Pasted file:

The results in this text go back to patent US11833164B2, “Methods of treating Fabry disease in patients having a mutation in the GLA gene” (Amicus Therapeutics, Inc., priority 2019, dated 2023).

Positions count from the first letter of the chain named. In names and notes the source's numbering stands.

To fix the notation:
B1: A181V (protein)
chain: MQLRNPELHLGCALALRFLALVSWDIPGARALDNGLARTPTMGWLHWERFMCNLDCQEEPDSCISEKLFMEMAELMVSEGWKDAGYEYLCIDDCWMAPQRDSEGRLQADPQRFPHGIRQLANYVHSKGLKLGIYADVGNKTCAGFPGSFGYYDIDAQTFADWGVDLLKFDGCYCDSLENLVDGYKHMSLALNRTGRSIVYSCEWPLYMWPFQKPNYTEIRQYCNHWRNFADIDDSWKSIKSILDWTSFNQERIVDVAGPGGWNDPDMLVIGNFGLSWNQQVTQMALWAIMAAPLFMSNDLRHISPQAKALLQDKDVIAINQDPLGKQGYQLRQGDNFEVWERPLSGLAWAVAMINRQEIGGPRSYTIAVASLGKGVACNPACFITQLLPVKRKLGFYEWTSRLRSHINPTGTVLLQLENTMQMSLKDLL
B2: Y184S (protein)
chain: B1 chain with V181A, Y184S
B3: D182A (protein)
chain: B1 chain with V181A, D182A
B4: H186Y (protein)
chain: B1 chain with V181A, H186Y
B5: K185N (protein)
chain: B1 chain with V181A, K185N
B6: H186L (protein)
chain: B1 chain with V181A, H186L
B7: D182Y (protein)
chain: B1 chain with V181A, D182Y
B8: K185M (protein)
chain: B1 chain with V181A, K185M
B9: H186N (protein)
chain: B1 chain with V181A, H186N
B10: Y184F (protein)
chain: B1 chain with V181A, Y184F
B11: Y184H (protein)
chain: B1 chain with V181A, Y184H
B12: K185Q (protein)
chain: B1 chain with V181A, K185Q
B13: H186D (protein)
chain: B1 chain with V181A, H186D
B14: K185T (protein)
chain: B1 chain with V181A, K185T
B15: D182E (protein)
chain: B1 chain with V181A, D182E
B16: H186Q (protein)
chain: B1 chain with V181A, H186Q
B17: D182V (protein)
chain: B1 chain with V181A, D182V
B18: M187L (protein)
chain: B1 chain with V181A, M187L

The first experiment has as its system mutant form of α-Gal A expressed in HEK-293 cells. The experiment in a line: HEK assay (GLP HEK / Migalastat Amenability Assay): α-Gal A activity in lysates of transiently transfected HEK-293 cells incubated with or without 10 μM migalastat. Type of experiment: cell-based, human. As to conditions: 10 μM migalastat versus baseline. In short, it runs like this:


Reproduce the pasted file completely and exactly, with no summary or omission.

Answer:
The results in this text go back to patent US11833164B2, “Methods of treating Fabry disease in patients having a mutation in the GLA gene” (Amicus Therapeutics, Inc., priority 2019, dated 2023).

Positions count from the first letter of the chain named. In names and notes the source's numbering stands.

To fix the notation:
B1: A181V (protein)
chain: MQLRNPELHLGCALALRFLALVSWDIPGARALDNGLARTPTMGWLHWERFMCNLDCQEEPDSCISEKLFMEMAELMVSEGWKDAGYEYLCIDDCWMAPQRDSEGRLQADPQRFPHGIRQLANYVHSKGLKLGIYADVGNKTCAGFPGSFGYYDIDAQTFADWGVDLLKFDGCYCDSLENLVDGYKHMSLALNRTGRSIVYSCEWPLYMWPFQKPNYTEIRQYCNHWRNFADIDDSWKSIKSILDWTSFNQERIVDVAGPGGWNDPDMLVIGNFGLSWNQQVTQMALWAIMAAPLFMSNDLRHISPQAKALLQDKDVIAINQDPLGKQGYQLRQGDNFEVWERPLSGLAWAVAMINRQEIGGPRSYTIAVASLGKGVACNPACFITQLLPVKRKLGFYEWTSRLRSHINPTGTVLLQLENTMQMSLKDLL
B2: Y184S (protein)
chain: B1 chain with V181A, Y184S
B3: D182A (protein)
chain: B1 chain with V181A, D182A
B4: H186Y (protein)
chain: B1 chain with V181A, H186Y
B5: K185N (protein)
chain: B1 chain with V181A, K185N
B6: H186L (protein)
chain: B1 chain with V181A, H186L
B7: D182Y (protein)
chain: B1 chain with V181A, D182Y
B8: K185M (protein)
chain: B1 chain with V181A, K185M
B9: H186N (protein)
chain: B1 chain with V181A, H186N
B10: Y184F (protein)
chain: B1 chain with V181A, Y184F
B11: Y184H (protein)
chain: B1 chain with V181A, Y184H
B12: K185Q (protein)
chain: B1 chain with V181A, K185Q
B13: H186D (protein)
chain: B1 chain with V181A, H186D
B14: K185T (protein)
chain: B1 chain with V181A, K185T
B15: D182E (protein)
chain: B1 chain with V181A, D182E
B16: H186Q (protein)
chain: B1 chain with V181A, H186Q
B17: D182V (protein)
chain: B1 chain with V181A, D182V
B18: M187L (protein)
chain: B1 chain with V181A, M187L

The first experiment has as its system mutant form of α-Gal A expressed in HEK-293 cells. The experiment in a line: HEK assay (GLP HEK / Migalastat Amenability Assay): α-Gal A activity in lysates of transiently transfected HEK-293 cells incubated with or without 10 μM migalastat. Type of experiment: cell-based, human. As to conditions: 10 μM migalastat versus baseline. In short, it runs like this: